Monday, December 21, 2020

CDC issues two new recommendations for COVID-19 vaccine process

The US Centers for Disease Control and Prevention issued new recommendations on getting a Covid-19 vaccine for those with a history of allergies.

The recommendations, published on the CDC’s site on Saturday, suggest that people who have ever had a severe allergic reaction, also known as anaphylaxis, to any ingredient in a Covid-19 vaccine should not get that vaccine.

The CDC considers a reaction severe if it requires the person to be treated with epinephrine or they need to be hospitalized. Symptoms of anaphylaxis can include shortness of breath, a closing of the throat, nausea, and dizziness.

The agency added that people with a history of anaphylaxis to other vaccines or injectable medications should consult their doctor on getting the Covid-19 vaccine.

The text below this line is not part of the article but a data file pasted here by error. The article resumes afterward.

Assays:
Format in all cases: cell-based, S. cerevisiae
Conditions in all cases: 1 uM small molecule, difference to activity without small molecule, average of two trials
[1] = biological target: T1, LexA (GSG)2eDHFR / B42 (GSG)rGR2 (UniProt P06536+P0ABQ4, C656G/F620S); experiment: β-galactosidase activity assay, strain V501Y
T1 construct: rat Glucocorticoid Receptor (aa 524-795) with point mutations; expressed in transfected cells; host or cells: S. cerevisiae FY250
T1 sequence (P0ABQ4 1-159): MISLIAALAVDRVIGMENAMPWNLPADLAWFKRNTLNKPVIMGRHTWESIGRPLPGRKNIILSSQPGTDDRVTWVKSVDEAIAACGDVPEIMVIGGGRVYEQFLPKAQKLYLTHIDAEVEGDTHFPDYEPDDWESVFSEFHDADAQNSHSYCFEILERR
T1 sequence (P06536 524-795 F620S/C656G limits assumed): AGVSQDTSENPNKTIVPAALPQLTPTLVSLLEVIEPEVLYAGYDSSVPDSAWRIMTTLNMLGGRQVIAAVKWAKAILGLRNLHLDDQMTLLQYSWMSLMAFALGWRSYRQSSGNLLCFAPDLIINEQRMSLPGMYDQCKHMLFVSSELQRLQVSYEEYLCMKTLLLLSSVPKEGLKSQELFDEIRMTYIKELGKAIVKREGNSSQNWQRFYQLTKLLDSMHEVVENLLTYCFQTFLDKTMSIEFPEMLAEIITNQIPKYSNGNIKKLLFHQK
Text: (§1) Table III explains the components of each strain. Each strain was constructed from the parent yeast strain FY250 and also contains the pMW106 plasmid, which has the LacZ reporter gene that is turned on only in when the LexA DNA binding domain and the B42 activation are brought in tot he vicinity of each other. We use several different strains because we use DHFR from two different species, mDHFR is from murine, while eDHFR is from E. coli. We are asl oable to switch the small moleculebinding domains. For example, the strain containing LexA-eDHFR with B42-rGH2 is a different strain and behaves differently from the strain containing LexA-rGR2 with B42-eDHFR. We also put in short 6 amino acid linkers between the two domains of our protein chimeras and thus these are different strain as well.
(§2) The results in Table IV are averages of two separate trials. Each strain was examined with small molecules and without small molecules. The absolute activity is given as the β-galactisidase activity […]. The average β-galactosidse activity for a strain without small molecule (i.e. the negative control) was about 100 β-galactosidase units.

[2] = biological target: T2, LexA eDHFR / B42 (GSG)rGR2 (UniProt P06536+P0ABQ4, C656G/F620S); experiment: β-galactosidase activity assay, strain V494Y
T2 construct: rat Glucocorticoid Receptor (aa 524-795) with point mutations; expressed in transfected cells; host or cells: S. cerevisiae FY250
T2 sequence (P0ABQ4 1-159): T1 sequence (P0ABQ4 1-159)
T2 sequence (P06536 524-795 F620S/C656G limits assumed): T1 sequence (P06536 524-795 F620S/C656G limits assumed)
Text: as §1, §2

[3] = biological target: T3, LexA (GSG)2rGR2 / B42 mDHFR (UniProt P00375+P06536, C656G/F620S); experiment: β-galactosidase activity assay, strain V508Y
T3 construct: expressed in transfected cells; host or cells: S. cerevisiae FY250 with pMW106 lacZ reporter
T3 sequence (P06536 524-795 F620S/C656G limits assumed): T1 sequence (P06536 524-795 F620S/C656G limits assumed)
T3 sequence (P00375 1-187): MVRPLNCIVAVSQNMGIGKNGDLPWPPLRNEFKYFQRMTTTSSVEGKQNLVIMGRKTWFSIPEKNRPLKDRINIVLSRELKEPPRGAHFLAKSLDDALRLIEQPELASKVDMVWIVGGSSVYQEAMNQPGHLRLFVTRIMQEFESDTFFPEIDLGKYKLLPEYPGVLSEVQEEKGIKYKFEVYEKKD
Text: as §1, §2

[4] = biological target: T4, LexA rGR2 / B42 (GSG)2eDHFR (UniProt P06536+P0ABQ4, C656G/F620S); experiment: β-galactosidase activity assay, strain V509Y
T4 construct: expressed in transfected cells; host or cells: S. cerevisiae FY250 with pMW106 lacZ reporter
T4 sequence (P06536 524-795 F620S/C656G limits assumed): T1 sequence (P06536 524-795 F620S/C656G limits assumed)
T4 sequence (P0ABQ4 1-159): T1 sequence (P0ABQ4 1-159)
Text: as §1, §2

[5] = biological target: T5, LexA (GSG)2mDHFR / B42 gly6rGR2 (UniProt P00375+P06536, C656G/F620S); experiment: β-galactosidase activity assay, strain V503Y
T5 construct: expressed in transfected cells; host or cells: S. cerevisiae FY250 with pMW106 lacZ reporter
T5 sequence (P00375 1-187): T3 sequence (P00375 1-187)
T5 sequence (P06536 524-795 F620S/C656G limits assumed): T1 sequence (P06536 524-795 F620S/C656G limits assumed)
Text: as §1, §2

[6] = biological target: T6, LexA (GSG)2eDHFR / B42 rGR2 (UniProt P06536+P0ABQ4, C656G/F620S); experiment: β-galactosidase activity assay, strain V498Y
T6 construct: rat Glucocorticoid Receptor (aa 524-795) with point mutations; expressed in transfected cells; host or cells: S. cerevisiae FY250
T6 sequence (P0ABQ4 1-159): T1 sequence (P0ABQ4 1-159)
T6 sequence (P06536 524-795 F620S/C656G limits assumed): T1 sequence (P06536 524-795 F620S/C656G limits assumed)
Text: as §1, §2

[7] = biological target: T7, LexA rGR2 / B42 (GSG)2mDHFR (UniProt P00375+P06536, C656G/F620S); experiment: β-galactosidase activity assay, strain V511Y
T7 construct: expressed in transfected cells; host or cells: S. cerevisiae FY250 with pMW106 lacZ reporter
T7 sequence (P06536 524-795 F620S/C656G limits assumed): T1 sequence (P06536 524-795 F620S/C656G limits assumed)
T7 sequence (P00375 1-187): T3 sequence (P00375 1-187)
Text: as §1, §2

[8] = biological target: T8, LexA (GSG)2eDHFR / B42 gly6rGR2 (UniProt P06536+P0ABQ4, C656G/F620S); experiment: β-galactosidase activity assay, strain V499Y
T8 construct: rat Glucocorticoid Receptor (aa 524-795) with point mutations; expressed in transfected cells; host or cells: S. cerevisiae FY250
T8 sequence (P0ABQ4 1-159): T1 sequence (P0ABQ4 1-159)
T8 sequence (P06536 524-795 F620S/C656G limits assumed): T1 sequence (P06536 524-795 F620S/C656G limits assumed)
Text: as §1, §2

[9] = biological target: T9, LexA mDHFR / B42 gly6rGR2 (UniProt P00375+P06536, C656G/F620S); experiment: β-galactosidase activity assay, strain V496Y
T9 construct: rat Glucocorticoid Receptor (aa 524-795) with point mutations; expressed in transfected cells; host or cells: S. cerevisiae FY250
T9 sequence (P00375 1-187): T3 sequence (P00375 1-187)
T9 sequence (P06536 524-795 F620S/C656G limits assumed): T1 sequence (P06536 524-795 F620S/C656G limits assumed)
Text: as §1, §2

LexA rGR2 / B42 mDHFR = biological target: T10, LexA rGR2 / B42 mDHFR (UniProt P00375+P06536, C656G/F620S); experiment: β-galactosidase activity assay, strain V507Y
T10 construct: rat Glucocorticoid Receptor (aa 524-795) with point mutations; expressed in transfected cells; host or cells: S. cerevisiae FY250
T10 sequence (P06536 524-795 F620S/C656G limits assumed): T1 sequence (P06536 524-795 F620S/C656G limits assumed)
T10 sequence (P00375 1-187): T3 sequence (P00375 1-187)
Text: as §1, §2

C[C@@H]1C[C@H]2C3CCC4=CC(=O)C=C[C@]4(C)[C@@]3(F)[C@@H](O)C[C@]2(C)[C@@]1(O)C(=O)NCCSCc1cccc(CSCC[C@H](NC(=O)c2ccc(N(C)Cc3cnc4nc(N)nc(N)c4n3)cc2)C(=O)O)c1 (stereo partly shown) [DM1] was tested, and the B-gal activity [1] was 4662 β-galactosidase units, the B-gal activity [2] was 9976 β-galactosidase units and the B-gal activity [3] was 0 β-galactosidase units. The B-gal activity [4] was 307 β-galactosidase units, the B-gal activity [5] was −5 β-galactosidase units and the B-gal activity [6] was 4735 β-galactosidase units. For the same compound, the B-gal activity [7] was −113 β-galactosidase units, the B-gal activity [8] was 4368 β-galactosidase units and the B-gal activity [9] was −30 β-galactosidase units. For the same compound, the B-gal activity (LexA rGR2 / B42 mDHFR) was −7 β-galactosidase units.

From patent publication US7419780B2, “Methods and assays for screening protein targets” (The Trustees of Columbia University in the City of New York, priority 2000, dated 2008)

Continue reading the article online 
The CNN tweet:
A Centers for Disease Control and Prevention (CDC) advisory panel recommended on Sunday that people 75 and older and certain front-line essential workers be next in line for COVID-19 vaccines.

The Advisory Committee on Immunization Practices (ACIP) voted 13-1 to advise the CDC to include those 75 and older and specific front-line essential workers, including emergency responders and teachers, in the next phase of coronavirus vaccinations, several news outlets reported Sunday.

These recommendations would apply to phase 1b of the vaccination process, after the committee and the CDC advised that health care workers and residents of nursing homes and long-term care facilities get the first vaccinations in the country. Phase 1b will aim to vaccinate about 50 million people before the end of February, according to The New York Times.
Continue reading the article online

No comments:

Post a Comment